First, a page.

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In a sluggish economy where the spotlight has been on elected officials’ efforts to boost employment, the state Democratic Party is saying Republican Gov. Bob McDonnell’s job creation efforts are disappointing.
A Feb. 25 news release from the Democratic Party of Virginia cited statistics from a Bureau of Labor Statistics report released that same day showing Virginia’s monthly unemployment rates during 2010 averaged out at 6.9 percent. That’s a slight increase from the 2009 average of 6.8 percent.
The Democrats also noted the BLS reported a drop in the state’s percentage of working age people with jobs. It fell from 64.9 percent in 2009 to 64.1 percent in 2010.
Brian Moran, chairman of the Democratic Party of Virginia, fired out a news release charging the numbers demonstrate "the governor and his team did not even create enough jobs to keep pace with population growth."
We dove into the BLS numbers to see if Moran is right.
We started with his claim that in 2010 - the first year of McDonnell’s term - Virginia’s average monthly unemployment rate rose .1 percent to 6.9 percent. That’s true, but it provides an skewed picture.
That’s because when McDonnell was inaugurated in January 2010, the state unemployment rate was 7.2 percent -- its highest point of the year. The rate slowly declined the rest of the year and ended at 6.6 percent by December, ranking Virginia 9th lowest in the nation.
In other words, the unemployment rate improved during McDonnell’s first year as governor. And one could make an argument that, when it comes to computing the monthly average for 2010, McDonnell was hurt by a relatively high unemployment rate he inherited from his predecessor, Democrat Tim Kaine.
Moran doesn’t go there. Nor does he mention that Virginia’s monthly unemployment rate in 2009 -- Kaine’s last full year in office -- increased from 5.7 percent in January to 7.2 percent in December.
We’re not pointing this out to say one governor performed better that the other. Economists have repeatedly told us that governors have a limited impact on employment in their states. We’re merely pointing out that there’s a variety of ways to interpret these statistics.
Virginia’s 6.9 percent unemployment rate for 2010 was far better than the national rate of 9.6 percent.
Let’s turn to Moran’s second assertion, that percentage of working-age Virginians with jobs fell from 64.9 percent in 2009 to 64.1 percent in 2010. His numbers are correct.
We were curious whether the percentage of the state’s population with jobs continued to improve throughout 2010 just like the unemployment rate did.
To the contrary, the numbers got worse. The percentage of employed working-age Virginians declined from 64.3 percent in January to 63.9 percent in December.
So, as Moran says the population growth did indeed outpace job growth in 2010. But is that McDonnell’s fault?
Howard Wial, an economist and fellow with the left-leaning Brookings Institution, is dismissive of Moran’s use of the BLS statistics to to fault McDonnell.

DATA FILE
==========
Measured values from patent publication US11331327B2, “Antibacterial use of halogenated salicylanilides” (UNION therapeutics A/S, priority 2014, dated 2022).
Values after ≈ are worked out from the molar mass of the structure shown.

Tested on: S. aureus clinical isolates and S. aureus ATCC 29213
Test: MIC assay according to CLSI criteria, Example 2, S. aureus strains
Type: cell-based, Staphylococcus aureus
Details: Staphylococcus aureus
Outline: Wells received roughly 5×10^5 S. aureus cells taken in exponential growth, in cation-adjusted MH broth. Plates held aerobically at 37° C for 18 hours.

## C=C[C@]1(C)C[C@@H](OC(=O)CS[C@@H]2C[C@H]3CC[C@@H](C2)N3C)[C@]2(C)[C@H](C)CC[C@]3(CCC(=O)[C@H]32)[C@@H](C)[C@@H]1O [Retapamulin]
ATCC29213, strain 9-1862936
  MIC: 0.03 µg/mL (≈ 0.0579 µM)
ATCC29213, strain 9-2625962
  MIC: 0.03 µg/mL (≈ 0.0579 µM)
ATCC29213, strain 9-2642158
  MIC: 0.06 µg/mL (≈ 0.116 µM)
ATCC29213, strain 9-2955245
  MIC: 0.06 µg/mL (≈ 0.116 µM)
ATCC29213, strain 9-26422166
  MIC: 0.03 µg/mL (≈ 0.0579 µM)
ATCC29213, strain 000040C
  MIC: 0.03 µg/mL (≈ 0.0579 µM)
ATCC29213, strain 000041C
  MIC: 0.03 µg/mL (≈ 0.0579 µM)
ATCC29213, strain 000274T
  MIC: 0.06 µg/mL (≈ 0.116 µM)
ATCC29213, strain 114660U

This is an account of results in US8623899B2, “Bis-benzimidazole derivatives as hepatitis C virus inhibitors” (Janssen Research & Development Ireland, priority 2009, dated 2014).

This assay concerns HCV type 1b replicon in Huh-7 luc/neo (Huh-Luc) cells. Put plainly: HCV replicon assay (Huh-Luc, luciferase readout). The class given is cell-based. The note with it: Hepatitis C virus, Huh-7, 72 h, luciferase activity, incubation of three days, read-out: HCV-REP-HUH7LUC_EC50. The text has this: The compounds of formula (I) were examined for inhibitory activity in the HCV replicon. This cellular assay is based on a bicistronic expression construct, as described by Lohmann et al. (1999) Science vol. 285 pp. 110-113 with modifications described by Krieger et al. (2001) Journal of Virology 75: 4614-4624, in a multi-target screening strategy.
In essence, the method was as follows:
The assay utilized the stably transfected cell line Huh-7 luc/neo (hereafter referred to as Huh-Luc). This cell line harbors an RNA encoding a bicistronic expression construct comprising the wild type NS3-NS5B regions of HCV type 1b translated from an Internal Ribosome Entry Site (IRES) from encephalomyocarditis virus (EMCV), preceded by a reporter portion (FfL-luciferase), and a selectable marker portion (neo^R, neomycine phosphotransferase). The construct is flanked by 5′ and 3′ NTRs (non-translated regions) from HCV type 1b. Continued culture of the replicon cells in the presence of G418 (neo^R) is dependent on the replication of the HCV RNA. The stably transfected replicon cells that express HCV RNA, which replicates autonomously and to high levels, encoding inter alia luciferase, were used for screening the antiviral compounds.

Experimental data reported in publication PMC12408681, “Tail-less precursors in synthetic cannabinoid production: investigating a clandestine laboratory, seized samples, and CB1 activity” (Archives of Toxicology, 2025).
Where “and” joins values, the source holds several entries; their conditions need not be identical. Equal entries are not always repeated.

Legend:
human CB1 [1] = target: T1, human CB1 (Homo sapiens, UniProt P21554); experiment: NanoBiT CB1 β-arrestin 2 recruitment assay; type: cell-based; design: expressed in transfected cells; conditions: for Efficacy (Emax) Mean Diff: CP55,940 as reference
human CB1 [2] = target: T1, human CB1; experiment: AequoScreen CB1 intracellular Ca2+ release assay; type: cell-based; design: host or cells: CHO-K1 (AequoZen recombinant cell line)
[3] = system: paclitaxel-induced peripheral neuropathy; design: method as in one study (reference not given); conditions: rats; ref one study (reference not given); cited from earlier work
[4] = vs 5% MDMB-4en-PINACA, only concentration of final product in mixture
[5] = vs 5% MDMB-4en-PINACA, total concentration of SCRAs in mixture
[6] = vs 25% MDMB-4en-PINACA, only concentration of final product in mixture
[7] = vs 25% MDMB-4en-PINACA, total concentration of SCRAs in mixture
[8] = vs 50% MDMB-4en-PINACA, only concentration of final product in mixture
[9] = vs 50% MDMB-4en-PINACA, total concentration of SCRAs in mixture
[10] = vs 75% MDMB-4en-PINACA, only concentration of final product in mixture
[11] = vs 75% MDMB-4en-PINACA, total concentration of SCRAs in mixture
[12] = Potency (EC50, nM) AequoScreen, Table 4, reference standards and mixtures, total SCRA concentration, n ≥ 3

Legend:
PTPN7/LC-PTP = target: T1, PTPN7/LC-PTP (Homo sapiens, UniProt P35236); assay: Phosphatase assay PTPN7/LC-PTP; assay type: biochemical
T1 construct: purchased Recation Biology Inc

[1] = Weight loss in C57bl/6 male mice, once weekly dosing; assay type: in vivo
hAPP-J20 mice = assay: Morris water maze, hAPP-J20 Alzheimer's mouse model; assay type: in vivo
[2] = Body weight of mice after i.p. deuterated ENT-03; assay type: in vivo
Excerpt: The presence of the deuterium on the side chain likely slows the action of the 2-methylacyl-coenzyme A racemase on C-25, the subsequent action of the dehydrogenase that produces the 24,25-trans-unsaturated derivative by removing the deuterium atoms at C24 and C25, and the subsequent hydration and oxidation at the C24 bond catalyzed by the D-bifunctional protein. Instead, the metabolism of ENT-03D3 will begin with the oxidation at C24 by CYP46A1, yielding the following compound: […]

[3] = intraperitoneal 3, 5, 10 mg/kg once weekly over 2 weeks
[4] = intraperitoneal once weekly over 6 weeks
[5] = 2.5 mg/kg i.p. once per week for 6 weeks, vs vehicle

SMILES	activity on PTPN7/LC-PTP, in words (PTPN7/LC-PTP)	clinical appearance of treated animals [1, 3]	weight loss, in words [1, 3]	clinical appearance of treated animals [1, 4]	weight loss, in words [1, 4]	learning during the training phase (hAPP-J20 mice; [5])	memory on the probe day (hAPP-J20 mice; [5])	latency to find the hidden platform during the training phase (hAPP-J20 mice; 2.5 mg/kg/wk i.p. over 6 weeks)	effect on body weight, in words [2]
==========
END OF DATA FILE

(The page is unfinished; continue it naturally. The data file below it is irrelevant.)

"I’m not saying the governor is right that he’s been a wonderful job creator or that the Democrats are right in saying he hasn’t been," Wial said. "I’m just saying that these numbers don’t prove anything either way … They don’t show you any connection between public policy and results."
Virginia, with 64.1 percent of its working age population employed last year, out-performed the national average of 58.5 percent. Just like Virginia, the national percentage of working age people who were employed declined by .8 percent from 2009 to 2010.
At the end of Kaine’s term, the percentage of employed working-age Virginians fell by 1.8 percent -- from 66.7 percent in 2008 to 64.9 percent in 2009. So the same argument Moran uses to disparage McDonnell’s performance could also be hurled at Kaine.
Moran uses two sets of data to prove his point that job growth lagged a rise in population during McDonnell’s first year as governor.
He says Virginia’s the average of Virginia’s monthly unemployment rates rose in 2010.While technically correct, a month-to-month review shows the unemployment rate was at a high point when McDonnell took office in January and fell throughout the year. Moran’s use of the annual unemployment rates is misleading and cloaks that improvement.
Moran also cites a drop in the percentage of working-age Virginians who were employed last year. The numbers certainly confirm his claim that state job growth did not keep pace with population growth. So he’s right on the trend, but it’s questionable whether the sluggish job environment can be laid at the feet of a governor who has been in office for a year.
While there is some truth in Moran’s statement, he also uses a misleading figure to paint an inaccurate picture of the jobs situation under McDonnell. We rate the statement Half True.
Bureau of Labor Statistics Regional and State Unemployment Annual News Release from 2/25/11.
Democratic Party of Virginia news release from 2/25/11.
Bureau of Labor Statistics, database of Monthly Unemployment figures for Virginia, accessed on 2/28/11.
Bureau of Labor Statistics database showing annual average employment to population figures accessed on 3/1/11.
Telephone interview with Terry Rephann, a regional economist at the University of Virginia’s Weldon Cooper Center for Public Service on 2/28/11.
Telephone interview with Dean Croushore, chairman of the economics department at the University of Richmond on 2/28/11.
E-mail from Dean Croushore sent on 3/1/11.
Telephone interview with Howard Wial, fellow and economist at the Brookings Institution on 2/28/11.
Telephone interview with Sally Anderson, an economist with the Bureau of Labor Statistics on 3/1/11.
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